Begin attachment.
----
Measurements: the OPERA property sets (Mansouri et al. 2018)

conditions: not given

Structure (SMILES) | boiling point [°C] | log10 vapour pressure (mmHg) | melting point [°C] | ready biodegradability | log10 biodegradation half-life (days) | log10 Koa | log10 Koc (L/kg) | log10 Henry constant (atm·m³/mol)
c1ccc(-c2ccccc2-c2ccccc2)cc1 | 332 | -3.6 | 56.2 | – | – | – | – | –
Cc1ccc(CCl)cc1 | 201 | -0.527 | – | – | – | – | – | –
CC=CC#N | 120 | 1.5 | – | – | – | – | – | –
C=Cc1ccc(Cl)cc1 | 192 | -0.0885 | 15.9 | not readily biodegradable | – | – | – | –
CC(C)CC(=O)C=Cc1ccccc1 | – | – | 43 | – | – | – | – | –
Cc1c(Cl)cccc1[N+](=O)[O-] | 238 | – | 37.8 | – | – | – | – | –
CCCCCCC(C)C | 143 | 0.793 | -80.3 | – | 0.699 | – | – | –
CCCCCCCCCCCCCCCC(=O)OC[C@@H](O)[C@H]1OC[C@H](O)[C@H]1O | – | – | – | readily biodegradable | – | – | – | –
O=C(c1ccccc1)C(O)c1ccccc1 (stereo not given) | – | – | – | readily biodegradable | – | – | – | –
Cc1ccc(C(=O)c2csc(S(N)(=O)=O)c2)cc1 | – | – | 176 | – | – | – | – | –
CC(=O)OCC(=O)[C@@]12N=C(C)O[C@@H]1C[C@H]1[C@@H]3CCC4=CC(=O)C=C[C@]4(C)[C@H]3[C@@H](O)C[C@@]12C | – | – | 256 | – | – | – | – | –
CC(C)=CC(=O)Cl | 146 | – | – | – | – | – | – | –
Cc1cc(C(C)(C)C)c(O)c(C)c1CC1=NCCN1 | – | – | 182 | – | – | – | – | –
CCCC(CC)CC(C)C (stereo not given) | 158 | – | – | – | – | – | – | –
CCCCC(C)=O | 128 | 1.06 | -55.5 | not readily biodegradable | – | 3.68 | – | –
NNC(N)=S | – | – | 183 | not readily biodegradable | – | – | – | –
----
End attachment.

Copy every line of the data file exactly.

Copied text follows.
Measurements: the OPERA property sets (Mansouri et al. 2018)

conditions: not given

Structure (SMILES) | boiling point [°C] | log10 vapour pressure (mmHg) | melting point [°C] | ready biodegradability | log10 biodegradation half-life (days) | log10 Koa | log10 Koc (L/kg) | log10 Henry constant (atm·m³/mol)
c1ccc(-c2ccccc2-c2ccccc2)cc1 | 332 | -3.6 | 56.2 | – | – | – | – | –
Cc1ccc(CCl)cc1 | 201 | -0.527 | – | – | – | – | – | –
CC=CC#N | 120 | 1.5 | – | – | – | – | – | –
C=Cc1ccc(Cl)cc1 | 192 | -0.0885 | 15.9 | not readily biodegradable | – | – | – | –
CC(C)CC(=O)C=Cc1ccccc1 | – | – | 43 | – | – | – | – | –
Cc1c(Cl)cccc1[N+](=O)[O-] | 238 | – | 37.8 | – | – | – | – | –
CCCCCCC(C)C | 143 | 0.793 | -80.3 | – | 0.699 | – | – | –
CCCCCCCCCCCCCCCC(=O)OC[C@@H](O)[C@H]1OC[C@H](O)[C@H]1O | – | – | – | readily biodegradable | – | – | – | –
O=C(c1ccccc1)C(O)c1ccccc1 (stereo not given) | – | – | – | readily biodegradable | – | – | – | –
Cc1ccc(C(=O)c2csc(S(N)(=O)=O)c2)cc1 | – | – | 176 | – | – | – | – | –
CC(=O)OCC(=O)[C@@]12N=C(C)O[C@@H]1C[C@H]1[C@@H]3CCC4=CC(=O)C=C[C@]4(C)[C@H]3[C@@H](O)C[C@@]12C | – | – | 256 | – | – | – | – | –
CC(C)=CC(=O)Cl | 146 | – | – | – | – | – | – | –
Cc1cc(C(C)(C)C)c(O)c(C)c1CC1=NCCN1 | – | – | 182 | – | – | – | – | –
CCCC(CC)CC(C)C (stereo not given) | 158 | – | – | – | – | – | – | –
CCCCC(C)=O | 128 | 1.06 | -55.5 | not readily biodegradable | – | 3.68 | – | –
NNC(N)=S | – | – | 183 | not readily biodegradable | – | – | – | –